Enhanced – read by the author
Growing Relationships
Through Parenting & Education

by Connie Albers

Making Fun Family Memories

At a recent family dinner, my oldest began, “Mom, do you remember the time we had to pull you out of the gator-infested river after you flipped the canoe, got wedged between two tree branches, and couldn’t break free?”

I promptly replied, “Of course, I remember! One of the scariest days of my life.” No sooner had I uttered those words when the kids began retelling the event in vivid detail. By the time the last person chimed in, the story was a blur of fact and fiction. At first, I tried to correct their inaccuracies—at least from my point of view. I eventually gave up and just let them talk while shaking my head and laughing as they recounted their mom frantically trying to climb back into a sinking boat as our oars and belongings traveled down the river. My harrowing experience didn’t end once my feet were safely on the riverbank. Before I could dry off, swarms of hungry mosquitos found me. According to the kids, I went from being terrified of being in the water to swatting and dancing as I tried not to be carried off by bloodthirsty mosquitoes.

As I sat at the table laughing, it got me thinking about how summertime adventures shaped our family and created memories they continue to talk about—including the flipped canoe outing. And this is true for your family too.

Yet it can be easy to miss these stories in the making when we are actively raising children and homeschooling. Maybe it’s because much of our daily lives are filled with repetition, not moments of exploration. And while repetition is crucial, we need to make room for some adventures in our homeschool life. When we do, our children experience the joy and freedom that comes from being homeschooled.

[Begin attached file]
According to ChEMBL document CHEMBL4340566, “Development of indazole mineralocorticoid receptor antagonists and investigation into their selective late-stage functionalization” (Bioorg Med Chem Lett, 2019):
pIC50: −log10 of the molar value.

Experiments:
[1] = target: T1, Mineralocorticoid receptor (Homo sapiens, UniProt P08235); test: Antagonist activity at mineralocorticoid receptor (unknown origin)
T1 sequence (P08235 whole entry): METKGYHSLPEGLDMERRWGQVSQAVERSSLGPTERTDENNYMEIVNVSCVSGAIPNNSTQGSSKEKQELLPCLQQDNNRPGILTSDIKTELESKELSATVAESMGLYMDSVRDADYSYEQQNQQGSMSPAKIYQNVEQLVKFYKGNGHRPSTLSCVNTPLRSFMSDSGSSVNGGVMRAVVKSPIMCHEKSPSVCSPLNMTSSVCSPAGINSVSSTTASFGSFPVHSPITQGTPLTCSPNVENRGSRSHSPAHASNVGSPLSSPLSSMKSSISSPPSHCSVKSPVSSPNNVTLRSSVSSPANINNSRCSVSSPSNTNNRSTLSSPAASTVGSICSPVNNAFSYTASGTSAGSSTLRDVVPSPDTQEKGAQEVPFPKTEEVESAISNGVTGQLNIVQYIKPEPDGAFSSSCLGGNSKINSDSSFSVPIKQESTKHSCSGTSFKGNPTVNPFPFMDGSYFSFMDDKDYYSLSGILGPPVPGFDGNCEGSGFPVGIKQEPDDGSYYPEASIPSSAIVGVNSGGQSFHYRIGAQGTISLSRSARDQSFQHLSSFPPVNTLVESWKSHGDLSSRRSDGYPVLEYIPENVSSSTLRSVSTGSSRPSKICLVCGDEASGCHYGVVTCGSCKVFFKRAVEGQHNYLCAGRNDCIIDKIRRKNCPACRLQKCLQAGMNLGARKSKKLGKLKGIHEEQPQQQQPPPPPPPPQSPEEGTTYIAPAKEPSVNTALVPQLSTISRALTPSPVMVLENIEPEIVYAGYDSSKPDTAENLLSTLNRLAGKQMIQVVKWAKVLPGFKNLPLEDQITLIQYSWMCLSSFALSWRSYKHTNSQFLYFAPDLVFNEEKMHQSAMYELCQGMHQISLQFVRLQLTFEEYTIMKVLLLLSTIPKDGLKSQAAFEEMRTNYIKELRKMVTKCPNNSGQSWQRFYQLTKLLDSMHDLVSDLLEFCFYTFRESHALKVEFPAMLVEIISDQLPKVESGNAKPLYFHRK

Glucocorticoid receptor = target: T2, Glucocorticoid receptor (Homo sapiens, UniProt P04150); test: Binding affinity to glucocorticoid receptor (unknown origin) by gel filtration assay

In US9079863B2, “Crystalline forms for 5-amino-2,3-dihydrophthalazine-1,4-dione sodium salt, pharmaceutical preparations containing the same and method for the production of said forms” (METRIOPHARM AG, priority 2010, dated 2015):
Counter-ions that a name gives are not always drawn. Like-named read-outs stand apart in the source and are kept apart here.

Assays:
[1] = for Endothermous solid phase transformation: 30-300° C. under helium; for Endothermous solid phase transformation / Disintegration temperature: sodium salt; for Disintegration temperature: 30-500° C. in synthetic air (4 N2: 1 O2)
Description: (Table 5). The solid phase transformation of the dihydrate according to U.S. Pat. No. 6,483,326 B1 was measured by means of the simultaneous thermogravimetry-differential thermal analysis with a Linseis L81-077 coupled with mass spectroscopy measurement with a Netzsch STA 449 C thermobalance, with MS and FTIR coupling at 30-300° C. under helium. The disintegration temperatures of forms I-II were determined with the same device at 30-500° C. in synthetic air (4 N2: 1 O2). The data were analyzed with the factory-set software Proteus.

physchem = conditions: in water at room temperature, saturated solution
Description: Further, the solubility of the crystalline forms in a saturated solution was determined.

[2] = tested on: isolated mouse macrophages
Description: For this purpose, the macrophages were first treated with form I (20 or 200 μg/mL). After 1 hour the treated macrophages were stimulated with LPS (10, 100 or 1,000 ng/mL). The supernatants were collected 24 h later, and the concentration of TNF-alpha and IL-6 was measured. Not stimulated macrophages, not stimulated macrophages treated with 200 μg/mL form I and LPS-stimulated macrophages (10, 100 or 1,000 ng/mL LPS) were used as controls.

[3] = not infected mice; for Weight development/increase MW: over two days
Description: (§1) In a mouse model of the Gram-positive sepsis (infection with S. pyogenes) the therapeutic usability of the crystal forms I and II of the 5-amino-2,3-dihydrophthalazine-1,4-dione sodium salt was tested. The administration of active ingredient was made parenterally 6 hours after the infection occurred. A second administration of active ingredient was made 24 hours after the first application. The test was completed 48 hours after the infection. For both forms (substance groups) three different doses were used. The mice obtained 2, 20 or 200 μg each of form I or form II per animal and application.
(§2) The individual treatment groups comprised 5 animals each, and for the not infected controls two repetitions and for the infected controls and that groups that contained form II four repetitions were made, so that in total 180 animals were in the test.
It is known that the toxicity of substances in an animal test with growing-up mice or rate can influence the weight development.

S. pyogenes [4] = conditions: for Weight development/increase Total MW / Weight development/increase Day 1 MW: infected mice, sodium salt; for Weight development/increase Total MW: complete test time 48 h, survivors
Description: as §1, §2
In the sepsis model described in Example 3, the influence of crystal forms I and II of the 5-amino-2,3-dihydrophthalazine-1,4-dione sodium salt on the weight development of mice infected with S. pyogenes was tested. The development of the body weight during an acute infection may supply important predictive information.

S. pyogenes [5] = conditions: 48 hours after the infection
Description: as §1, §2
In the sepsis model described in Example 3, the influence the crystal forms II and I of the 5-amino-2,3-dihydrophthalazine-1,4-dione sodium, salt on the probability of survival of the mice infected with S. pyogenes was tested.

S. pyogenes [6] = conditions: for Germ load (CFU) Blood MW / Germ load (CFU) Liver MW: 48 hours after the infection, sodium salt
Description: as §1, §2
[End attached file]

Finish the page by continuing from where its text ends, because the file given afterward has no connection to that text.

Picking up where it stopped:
As a veteran homeschool mom of twenty-one years and now a grandmother, I have the vantage point of seeing the bonding that happens when we take a break and have fun together. I have seen and heard all the comments and complaints about all the schoolwork, yardwork, and housework we had to do. And with five kids running around, there was a lot to get done.

I tried so hard to be a yes mom, a responsible mom, an organized mom, and a creative mom who planned all sorts of fun adventures. Can you relate? Are you there now? Do you feel like every adventure you plan turns into a disaster—sort of like my “fun” canoeing trip?

The truth is, summertime is an excellent time to lighten-up on the schoolwork and have some good ole fun.

Learning doesn’t stop over the summer, it changes. It’s a time for fun and laughter.

Kids eating lunch outside at a picnic

Where should you start? Let’s begin by figuring out how much time you can take off for the summer.

Some of you take the entire summer off like the local public school system does. Some of you only take a week off here and there because you need to get caught up or you don’t want your children to forget what they learned this school year. Some of you don’t take any time off because you plan to go to popular vacation spots when they are less crowded. There isn’t a right or wrong here. The question is: What is right for your family this year? Only focus on this summer! Next year might be different.

Whatever decision you make for this year is okay. It’s your family.